There were rumblings near the trade deadline that the Hurricanes could look into moving Semin and taking back some of his contract. If Carolina can’t find a taker, they may even be forced to buyout Semin.
5. Sophomore slump haunts Nathan MacKinnon
MacKinnon’s 24-goal, 63-point rookie campaign was good enough for the Avalanche young gun to take home the Calder Trophy, and many thought it was a sign of things to come. Sadly, the dreaded sophomore slump struck MacKinnon and has left him well under the 20-goal mark this season.
Not only did MacKinnon struggle, but so did Colorado. The slide in the standings for the Avalanche was predicted, but it would have been hard to imagine them missing the playoffs entirely, as it appears they will.
Sidelined now with a foot fracture that is supposed to keep him on the shelf until the end of the season, MacKinnon will finish the season with 14 goals and 38 points in 64 games.
4. Bruins left fighting for their lives in Eastern Conference
In just three short years since their Stanley Cup championship victory, the Boston Bruins are in a fight for the second and final wild-card spot in the Eastern Conference. With the Ottawa Senators only one point back of the Bruins with two games in hand and the Florida Panthers still fighting towards their own berth, the Bruins’ situation is dire.
After Boston lost Zdeno Chara earlier in the season, Dougie Hamilton stepped up to make a big difference for the Bruins, but his recent injury will make Boston’s chances of hanging onto the final spot in the Eastern Conference that much more difficult. David Krejci has also missed the last month with a knee injury, leaving an already offensively barren Bruins team without one of their go-to scorers.
3. Upstart Islanders have most trouble in goal
Who would have thought that of all things to hold the Islanders back this season, it would be their goaltending? Jaroslav Halak was great early in the year, but has steadily slid back to the pack and has fallen well below average in goals-against average and save percentage.
In 51 games this season, Halak has posted a 35-15-1 record, six shutouts, a 2.41 GAA and .913 SP. At the trade deadline, GM Garth Snow dealt for Buffalo Sabres netminder Michal Neuvirth, which is a contingency plan should Halak not find his game in time for the playoffs.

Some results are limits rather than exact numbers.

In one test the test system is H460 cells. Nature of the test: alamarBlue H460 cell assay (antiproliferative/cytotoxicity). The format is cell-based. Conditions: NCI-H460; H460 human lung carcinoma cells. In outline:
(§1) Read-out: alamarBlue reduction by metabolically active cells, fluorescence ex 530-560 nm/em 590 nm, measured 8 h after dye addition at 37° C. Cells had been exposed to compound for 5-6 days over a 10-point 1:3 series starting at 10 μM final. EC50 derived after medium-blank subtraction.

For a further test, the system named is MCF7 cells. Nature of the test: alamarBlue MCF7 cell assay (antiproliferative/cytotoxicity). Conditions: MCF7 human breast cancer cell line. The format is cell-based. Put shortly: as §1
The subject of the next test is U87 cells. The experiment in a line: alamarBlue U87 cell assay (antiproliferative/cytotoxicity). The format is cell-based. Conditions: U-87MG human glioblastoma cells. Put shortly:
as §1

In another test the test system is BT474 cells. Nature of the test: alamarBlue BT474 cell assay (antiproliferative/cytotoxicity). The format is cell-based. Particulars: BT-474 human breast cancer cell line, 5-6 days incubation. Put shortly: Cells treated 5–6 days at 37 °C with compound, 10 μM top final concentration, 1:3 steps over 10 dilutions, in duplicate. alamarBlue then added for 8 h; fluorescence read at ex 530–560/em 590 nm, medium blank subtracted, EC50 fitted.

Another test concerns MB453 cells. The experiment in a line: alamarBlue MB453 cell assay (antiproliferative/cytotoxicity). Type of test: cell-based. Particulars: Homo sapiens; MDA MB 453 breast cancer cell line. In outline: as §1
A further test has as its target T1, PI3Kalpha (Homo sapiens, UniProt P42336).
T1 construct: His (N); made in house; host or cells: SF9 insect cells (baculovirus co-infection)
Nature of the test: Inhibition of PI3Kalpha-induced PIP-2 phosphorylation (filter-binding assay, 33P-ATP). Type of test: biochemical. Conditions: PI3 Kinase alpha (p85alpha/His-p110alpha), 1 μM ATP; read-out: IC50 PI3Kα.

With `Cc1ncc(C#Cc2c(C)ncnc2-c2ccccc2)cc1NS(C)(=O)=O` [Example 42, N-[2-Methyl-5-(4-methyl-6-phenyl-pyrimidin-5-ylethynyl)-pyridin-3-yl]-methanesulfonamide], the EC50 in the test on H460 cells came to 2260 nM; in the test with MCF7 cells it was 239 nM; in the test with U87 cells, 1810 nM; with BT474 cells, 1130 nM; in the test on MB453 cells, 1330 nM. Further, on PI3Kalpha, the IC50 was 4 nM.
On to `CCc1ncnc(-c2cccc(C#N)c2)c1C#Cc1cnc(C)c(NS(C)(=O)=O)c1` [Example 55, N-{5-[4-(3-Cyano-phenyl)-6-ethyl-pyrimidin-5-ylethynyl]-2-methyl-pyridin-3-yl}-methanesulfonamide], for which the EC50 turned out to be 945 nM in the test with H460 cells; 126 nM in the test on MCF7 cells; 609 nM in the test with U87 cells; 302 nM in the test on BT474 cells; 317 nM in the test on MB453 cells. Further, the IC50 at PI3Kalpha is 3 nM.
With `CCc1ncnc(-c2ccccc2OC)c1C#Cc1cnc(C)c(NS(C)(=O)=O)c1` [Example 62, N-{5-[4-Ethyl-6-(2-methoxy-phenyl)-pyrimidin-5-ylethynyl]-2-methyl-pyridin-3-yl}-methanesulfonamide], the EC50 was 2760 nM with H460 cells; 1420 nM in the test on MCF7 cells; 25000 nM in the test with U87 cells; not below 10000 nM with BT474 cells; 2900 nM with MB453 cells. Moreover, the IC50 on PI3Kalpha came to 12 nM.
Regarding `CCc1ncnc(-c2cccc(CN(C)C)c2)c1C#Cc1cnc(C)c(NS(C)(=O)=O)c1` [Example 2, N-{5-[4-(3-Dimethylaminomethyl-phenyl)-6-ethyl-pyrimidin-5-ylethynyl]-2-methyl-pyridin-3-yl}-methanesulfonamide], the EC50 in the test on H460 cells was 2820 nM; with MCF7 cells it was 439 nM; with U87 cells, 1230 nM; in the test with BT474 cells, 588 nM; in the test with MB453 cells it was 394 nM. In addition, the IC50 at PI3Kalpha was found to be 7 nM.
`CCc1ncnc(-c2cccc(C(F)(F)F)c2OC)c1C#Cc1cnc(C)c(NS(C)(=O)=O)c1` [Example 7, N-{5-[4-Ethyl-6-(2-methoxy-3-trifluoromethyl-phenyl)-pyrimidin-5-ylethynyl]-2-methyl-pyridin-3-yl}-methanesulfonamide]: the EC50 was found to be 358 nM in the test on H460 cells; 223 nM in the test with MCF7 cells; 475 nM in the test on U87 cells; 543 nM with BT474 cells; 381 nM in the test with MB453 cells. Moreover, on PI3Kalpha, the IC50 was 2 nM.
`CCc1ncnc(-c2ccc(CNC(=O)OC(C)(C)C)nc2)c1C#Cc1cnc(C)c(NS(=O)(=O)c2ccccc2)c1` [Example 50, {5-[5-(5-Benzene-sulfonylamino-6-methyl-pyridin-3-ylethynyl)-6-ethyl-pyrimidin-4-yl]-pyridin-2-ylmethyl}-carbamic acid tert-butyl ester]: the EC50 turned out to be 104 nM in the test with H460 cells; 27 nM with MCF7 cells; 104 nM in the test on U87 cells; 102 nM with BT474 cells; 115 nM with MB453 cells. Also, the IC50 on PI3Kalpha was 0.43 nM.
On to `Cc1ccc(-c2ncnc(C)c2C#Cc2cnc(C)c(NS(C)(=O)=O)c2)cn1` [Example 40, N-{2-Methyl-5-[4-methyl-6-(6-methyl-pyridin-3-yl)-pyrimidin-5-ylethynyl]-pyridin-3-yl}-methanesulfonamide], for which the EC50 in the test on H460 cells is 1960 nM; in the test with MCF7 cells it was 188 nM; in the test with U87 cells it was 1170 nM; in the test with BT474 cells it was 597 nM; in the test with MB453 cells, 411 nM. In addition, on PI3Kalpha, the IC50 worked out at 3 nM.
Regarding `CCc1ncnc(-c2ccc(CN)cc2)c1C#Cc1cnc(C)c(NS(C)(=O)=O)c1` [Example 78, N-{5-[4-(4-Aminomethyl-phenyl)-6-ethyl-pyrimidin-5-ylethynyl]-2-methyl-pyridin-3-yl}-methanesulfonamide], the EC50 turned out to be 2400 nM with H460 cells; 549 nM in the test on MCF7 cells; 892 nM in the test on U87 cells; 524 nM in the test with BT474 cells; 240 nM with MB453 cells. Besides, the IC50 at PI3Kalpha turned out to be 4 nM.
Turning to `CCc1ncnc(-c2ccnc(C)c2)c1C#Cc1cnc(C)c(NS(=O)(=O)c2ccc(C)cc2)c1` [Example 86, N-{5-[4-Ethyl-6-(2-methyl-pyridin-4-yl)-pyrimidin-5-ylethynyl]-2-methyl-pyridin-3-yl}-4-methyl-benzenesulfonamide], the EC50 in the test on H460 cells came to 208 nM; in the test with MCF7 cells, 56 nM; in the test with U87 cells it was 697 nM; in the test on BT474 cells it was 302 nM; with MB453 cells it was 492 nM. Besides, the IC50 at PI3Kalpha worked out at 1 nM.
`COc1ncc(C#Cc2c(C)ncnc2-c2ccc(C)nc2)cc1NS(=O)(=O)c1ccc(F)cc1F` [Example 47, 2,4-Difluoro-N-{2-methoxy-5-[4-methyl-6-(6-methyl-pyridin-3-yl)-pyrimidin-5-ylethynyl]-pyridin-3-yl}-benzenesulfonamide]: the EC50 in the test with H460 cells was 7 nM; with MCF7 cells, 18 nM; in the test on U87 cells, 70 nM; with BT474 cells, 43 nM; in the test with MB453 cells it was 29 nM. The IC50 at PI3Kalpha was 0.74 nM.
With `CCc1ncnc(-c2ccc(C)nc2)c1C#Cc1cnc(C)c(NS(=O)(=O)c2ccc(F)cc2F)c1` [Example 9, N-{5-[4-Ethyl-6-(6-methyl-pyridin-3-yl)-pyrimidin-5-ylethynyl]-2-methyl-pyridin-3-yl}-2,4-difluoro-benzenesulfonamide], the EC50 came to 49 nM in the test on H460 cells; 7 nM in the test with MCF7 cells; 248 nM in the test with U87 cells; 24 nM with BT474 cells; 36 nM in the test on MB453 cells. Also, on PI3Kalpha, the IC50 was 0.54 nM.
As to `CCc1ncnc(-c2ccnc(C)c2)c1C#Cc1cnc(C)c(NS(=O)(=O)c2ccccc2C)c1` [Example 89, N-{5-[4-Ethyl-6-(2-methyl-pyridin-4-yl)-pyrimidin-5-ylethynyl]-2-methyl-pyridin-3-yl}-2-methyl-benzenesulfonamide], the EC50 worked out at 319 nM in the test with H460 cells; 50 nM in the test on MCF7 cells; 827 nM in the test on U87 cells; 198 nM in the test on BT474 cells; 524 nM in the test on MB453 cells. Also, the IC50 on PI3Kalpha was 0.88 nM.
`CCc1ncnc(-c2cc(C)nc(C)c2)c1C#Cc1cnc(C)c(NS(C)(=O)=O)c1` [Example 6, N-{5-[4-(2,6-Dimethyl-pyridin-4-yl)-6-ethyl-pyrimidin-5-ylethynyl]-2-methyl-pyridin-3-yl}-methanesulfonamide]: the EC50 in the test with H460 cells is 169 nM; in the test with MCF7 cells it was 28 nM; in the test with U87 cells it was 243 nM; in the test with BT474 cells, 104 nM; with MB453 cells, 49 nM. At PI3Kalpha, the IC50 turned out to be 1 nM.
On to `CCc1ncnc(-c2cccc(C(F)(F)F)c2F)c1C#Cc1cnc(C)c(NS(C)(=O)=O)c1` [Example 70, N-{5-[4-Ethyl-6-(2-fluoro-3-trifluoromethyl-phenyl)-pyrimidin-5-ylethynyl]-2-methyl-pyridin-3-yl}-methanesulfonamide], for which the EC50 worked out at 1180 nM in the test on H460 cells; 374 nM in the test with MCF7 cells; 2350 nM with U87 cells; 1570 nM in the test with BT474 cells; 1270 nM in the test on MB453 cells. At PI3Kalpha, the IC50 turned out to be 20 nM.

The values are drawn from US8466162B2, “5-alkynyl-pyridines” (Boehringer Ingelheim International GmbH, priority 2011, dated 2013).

For a long while the Islanders were competing for top spot in the Metropolitan Division, and they could still get back in the race if the Rangers go on a losing streak and the Isles can piece together a few wins in a row, but Halak’s goaltending has hurt their chances at the top seed in the division.
2. League leaders post average point totals
This isn’t so much on one player as it is the league as a whole. It seems like a near certainty this will be the lowest scoring season by an Art Ross Trophy winner since the league expanded in 1967-68. That season, Chicago’s Stan Mikita scored 87 points to capture the league scoring title.
Sidney Crosby, who currently leads the league, has 74 points with only 10 games left in his season. His 85-point pace is outstanding considering he won’t have played a full season, but it’s far from the gaudy 120 points he registered in 2006-07 to win the Art Ross.
Leaguewide, goaltenders have been having some of the best seasons of their careers, led by Montreal’s Carey Price who tops all four major goaltending categories. If things keep going this way, we may look back at 2014-15 as the dawning of a new dead puck era.
1. Cup champion Kings on the ropes in home stretch
Not since 2006-07, when the Carolina Hurricanes finished four points out of a playoff spot, has a Stanley Cup champion failed to make the post-season the following year. If the Los Angeles Kings can’t turn things around in a hurry, they might be the latest occurrence.
As of Sunday, the Kings are four points back of the Winnipeg Jets for the second and final wild-card spot in the Western Conference with a game in hand. More importantly, however, the Kings are only two points back of the Calgary Flames, also with a game in hand. The Kings are about to embark on a five game road trip and have an April 9 meeting with the Flames which stands to be the biggest game of their year.
When it comes to advanced statistics, the Kings have consistently been one of the best teams, but a lack of steady scoring and shaky goaltending has hindered Los Angeles ability to put together a solid regular season. The Kings are used to turning it on come playoff time, but they might not even get the chance this season if they don’t sneak in.